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Longetivity in Hip-Hop is pretty much unheard of unless you possess the true talent and heart of spitting. But 16 years and counting… That’s approaching living icon status and is a very short list alongside the likes of LL Cool J and Ice-Cube. Recently releasing his eighth album, Back On My B.S., Busta Rhymes shares with Hip-Hop Wired what keeps his fire burning and never being comfortable sitting atop Hip-Hop Mount Rushmore.

HipHopWired: Your new album, Back On My B.S, what does this album mean to you at this point and time?

Busta Rhymes: It doesn’t mean anything different from any other album. I love all of my albums a lot because they document moments in time for me. I guess this is the album that really is the first album in a long time that let me be able to control Shyte the way I’m used to controlling it. I’m feeling like I’m used to sitting behind a wheel and controlling my destiny again. This album documents this moment in time for me. I was at another situation for five years where I didn’t feel like I was able to do Shyte the way I’m used to doing Shyte and now I’m doing Shyte the way I’m used to doing Shyte and it feels good.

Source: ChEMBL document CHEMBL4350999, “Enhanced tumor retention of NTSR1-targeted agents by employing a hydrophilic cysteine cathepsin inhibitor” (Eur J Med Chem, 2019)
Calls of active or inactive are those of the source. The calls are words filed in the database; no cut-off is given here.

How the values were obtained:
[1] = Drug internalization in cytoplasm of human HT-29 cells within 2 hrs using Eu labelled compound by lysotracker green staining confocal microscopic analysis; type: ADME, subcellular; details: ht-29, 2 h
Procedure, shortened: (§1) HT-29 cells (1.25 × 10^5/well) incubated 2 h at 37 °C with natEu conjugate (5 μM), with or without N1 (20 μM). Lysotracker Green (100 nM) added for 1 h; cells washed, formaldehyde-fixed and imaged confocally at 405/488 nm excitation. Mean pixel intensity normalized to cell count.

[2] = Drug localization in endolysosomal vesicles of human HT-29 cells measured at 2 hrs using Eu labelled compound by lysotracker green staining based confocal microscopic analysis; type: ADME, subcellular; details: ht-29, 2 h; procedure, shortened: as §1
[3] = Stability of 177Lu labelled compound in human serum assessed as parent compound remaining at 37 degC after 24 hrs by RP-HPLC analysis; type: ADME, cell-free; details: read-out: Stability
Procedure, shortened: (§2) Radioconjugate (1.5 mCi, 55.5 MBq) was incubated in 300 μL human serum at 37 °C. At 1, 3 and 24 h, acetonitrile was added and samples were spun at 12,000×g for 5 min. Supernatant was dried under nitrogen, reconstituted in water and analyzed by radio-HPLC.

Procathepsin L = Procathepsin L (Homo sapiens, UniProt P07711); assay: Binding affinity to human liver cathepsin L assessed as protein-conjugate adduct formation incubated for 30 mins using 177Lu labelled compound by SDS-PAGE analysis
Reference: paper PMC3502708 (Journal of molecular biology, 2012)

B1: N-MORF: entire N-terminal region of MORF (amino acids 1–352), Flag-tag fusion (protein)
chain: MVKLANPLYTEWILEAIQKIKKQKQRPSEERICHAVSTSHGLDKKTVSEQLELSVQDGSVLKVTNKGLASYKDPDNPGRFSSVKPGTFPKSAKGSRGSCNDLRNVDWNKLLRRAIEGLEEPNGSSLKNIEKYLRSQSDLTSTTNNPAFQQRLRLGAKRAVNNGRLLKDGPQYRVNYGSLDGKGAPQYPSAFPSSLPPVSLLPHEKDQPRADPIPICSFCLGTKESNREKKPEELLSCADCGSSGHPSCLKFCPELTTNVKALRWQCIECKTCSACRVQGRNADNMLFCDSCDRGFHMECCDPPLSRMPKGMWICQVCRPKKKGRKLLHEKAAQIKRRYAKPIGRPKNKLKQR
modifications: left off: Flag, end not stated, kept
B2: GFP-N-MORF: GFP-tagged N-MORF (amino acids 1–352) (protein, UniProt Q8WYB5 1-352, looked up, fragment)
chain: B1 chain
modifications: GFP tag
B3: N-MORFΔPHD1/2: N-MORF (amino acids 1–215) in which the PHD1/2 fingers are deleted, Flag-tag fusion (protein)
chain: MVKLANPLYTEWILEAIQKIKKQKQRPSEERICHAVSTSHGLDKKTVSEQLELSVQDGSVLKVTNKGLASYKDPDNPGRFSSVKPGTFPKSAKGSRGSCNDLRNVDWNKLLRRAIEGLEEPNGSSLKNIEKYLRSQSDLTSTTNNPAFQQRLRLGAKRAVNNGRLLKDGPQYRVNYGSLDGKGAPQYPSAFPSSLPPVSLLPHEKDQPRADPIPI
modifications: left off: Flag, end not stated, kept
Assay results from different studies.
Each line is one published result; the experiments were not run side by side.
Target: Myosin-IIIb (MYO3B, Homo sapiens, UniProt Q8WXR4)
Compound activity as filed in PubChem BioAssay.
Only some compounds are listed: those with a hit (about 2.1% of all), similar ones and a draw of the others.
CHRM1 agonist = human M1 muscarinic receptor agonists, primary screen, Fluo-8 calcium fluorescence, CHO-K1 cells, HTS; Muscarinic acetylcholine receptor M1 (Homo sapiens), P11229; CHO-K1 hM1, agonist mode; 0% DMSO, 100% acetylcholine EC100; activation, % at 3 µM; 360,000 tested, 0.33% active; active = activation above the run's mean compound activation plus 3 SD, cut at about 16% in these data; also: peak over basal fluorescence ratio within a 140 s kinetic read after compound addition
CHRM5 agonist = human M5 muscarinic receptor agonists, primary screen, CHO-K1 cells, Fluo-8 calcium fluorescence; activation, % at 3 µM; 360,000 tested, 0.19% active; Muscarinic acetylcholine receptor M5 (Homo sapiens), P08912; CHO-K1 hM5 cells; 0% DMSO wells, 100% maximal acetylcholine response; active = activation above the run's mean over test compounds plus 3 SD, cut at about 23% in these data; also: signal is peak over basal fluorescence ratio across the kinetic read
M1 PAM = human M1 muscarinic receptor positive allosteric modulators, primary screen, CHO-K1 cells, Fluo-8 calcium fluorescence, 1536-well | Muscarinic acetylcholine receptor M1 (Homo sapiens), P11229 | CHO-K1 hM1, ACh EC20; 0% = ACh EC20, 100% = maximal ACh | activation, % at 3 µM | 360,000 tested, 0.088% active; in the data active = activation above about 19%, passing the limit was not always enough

HipHopWired: So your label situation wasn’t the best for you in the past five years, you felt constrained in that particular paradigm?

Busta Rhymes: I felt stagnant. I didn’t feel like I was able to move at the pace I’m used to moving at. Now I feel like I can move at the pace I’m used to moving at.

HipHopWired: That’s a brilliant thing. So what was going through your mind when you were working on this project and what was the process like now that you were back to being able to have full control over the ship?

Busta Rhymes: It just felt like relief, that was really what it was though. This whole process it felt like relief. I’m able to do what I want. Feel how I want, express how I want, shape my album how I want, put together the thought process and thoroughly execute them by piecing my songs together the way I wanted to. I didn’t really have to answer to nothing or nobody and that was just the thought that was in my head at the time. This Shyte is relieving. This Shyte is like fun again, naw mean?

HipHopWired: You’ve been through a lot of trials and tribulations in the past couple years or so. How are you able to get through those difficult times?

Busta Rhymes: The easiest thing was dealing with it directly and dealing with it while it was going on. I don’t think I really had a choice to be perfectly honest with you but there really wasn’t no bobbing and weaving, ducking and dodging the situation. Everything had to be addressed head on and I think that’s the best way to deal with anything, just dealing with it. Whatever you get to when you cross them roads you deal with it whenever you reach them cross roads. All of them situations when I had to encounter them when they had to be encountered, they had to be dealt with whenever they had to be dealt with and that was pretty much it. I think a lot of that had to do with the support of my family. My family definitely rode through this Shyte regardless of what was going on. They never ever once fluctuated when it came to how they stood their ground for me. That was the best part of the whole Shyte.